Homemade almond milk is an easy, delicious alternative to store-bought nut milk or dairy milk. There are a few benefits to making it yourself: you can easily avoid any preservatives and stabilizers, you can choose exactly the creaminess and texture you like and, of course, you can get as creative as you like with your flavors and add-ins! For these recipes, I’ve put a little Sarah’s Spoonful twist on some classic flavored milks. I promise these are nothing like those little cartons you used to get in school, though. These milks are semisweet, a little spicy and utterly delicious.
If you like, you can use the base of this recipe to make plain almond milk. Watch this Youtube video to see how it’s done here. Homemade unsweetened almond milk has a very neutral, mild flavor, so you might like to add a pinch of sea salt or a dash of a natural sweetener like honey or maple syrup. Remember that dairy milk naturally contains some sugar and flavor (and store-bought almond milk is never made with just almonds), so homemade nut milk will taste a little different from what you’re used to.
Another important thing to note about making your own almond milk is that the end result will only be as good as the blender you use. Unfortunately, this may not be the best recipe for your run-of-the-mill countertop blender. Although it will still work, for a super creamy milk you will need a high-powered blender. I used my Vibe Blender to pulse the almonds into an incredibly fine powder. The end result is perfect - oh-so-silky and smooth. The Vibe Blender is my favorite kitchen all-rounder. It is an investment, but it essentially does the work of a blender, a food processor and an immersion blender (because it can blend hot liquids in its stainless-steel jug) all in one, so I definitely think it’s worth it.
There are a couple of other little tricks you can use for creamy milk. First, the longer you soak your nuts, the better your milk will be. As a minimum, I recommend soaking for eight hours. The easiest way to do this is simply to pop your almonds in a bowl on your kitchen counter before bed and then finish the recipe the next day. You can also adjust the consistency by changing your ratio of nuts to water. This recipe makes quite a luscious milk, perfect for adding to coffee or tea, but to save money you could dilute the milk by adding another half cup of water. Of course, you can always add more water to the milk once it’s finished, so err on the side of using less and then adjust as needed. Phew - I think that’s enough of this crash-course. Read on for the recipes!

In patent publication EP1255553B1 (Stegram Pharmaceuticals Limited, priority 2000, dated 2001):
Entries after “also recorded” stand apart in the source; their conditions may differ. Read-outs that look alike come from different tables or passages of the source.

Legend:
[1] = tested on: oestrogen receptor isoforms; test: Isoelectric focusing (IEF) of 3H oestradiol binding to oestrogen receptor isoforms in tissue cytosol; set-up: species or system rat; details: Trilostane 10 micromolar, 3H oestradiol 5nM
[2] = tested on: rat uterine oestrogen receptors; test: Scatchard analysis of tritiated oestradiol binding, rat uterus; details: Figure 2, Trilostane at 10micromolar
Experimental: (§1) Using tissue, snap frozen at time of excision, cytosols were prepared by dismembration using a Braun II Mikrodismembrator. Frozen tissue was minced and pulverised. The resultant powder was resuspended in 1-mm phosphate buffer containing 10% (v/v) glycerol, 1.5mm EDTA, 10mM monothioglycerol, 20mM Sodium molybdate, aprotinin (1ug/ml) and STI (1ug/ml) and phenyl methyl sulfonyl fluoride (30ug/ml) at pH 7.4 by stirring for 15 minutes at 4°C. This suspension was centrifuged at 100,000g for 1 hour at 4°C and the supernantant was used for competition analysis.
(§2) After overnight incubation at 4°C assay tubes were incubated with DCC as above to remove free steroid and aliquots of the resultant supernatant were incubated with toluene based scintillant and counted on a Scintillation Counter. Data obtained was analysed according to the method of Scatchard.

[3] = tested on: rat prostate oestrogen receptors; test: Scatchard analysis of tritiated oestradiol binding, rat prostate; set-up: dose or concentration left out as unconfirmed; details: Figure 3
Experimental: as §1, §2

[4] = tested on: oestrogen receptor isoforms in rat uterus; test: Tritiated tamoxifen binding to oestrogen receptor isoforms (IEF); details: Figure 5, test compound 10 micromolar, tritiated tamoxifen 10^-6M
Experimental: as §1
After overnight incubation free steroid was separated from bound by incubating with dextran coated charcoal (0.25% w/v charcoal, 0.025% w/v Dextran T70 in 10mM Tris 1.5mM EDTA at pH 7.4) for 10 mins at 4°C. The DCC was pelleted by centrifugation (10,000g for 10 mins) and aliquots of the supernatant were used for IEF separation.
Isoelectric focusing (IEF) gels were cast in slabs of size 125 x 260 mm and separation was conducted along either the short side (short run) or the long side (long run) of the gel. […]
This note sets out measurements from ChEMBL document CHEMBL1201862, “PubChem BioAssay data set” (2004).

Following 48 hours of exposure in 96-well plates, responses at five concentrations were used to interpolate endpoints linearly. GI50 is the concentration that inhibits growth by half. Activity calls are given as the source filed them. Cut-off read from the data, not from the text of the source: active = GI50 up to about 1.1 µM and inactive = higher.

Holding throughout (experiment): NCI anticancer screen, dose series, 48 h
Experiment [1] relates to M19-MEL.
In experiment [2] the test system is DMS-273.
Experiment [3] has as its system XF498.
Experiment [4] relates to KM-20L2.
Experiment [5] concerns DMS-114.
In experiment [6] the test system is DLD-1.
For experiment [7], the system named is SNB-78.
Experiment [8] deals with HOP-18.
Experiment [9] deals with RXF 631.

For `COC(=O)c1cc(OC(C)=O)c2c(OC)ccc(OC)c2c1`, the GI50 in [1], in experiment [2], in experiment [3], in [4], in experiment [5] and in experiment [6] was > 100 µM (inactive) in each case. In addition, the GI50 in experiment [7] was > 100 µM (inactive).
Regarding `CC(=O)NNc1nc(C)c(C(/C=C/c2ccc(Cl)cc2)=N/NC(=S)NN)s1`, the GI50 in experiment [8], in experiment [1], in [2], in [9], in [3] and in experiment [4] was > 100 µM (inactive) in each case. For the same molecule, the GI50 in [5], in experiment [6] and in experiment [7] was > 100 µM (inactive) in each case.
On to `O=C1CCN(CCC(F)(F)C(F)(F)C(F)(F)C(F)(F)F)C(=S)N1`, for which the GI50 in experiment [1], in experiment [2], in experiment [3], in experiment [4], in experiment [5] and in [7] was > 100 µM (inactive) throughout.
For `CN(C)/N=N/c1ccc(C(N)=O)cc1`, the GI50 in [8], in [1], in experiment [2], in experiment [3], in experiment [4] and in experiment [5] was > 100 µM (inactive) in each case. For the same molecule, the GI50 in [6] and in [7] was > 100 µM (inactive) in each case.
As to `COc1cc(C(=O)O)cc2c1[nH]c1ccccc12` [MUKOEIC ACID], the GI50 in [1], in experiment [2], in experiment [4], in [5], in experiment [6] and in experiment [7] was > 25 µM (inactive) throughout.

NOTE: You can substitute the sweeteners for 1 medjool date if you prefer.
This post is proudly featured in collaboration with Sarah MacDonald of Sarah's Spoonful.
1 cup raw, unsalted almonds
4 cups soaking water, plus 2 ½ more for the milk
3 teaspoons cacao
2 teaspoons rice malt syrup (or raw honey)
1 big pinch dried chili flakes or to taste
¼ teaspoon of sea salt
2 teaspoons ground cinnamon
1 teaspoon ground nutmeg
½ teaspoon ground ginger
¼ teaspoon ground cardamom
2 teaspoons raw honey
¼ teaspoon of sea salt
1. Place almonds into a bowl and cover with four cups of water. Leave at room temperature for at least 8 hours. If you have the time, 24-36 hours is ideal.
2. Rinse almonds thoroughly and discard the soaking water.
3. Add almonds to the Luvele Vibe Blender and pour over two and a half cups of water. Blend on ‘nut’ mode until completely smooth and no dark chunks of almonds are visible. This will take about 40 seconds.
4. Pour the milk into a nut milk bag over a bowl. Holding the top closed, squeeze the bag from top to bottom until no further liquid comes out.
5. You should now have a smooth, creamy milk in the bowl and leftover almond pulp in the nut milk bag. Do not discard the pulp - it can be used for other recipes.
6. Rinse out the Vibe Blender and pour the nut milk back into the jug.
7. Add your desired flavour add-ins. The quantities listed above will give this whole batch a subtle flavour. For a stronger flavour, you can split the milk into two batches and make two different flavours. Of course, you can also adjust the quantities of spices for an extra spicy single batch.
8. Pour the milk into a clean, airtight container and store in the fridge for up to four days.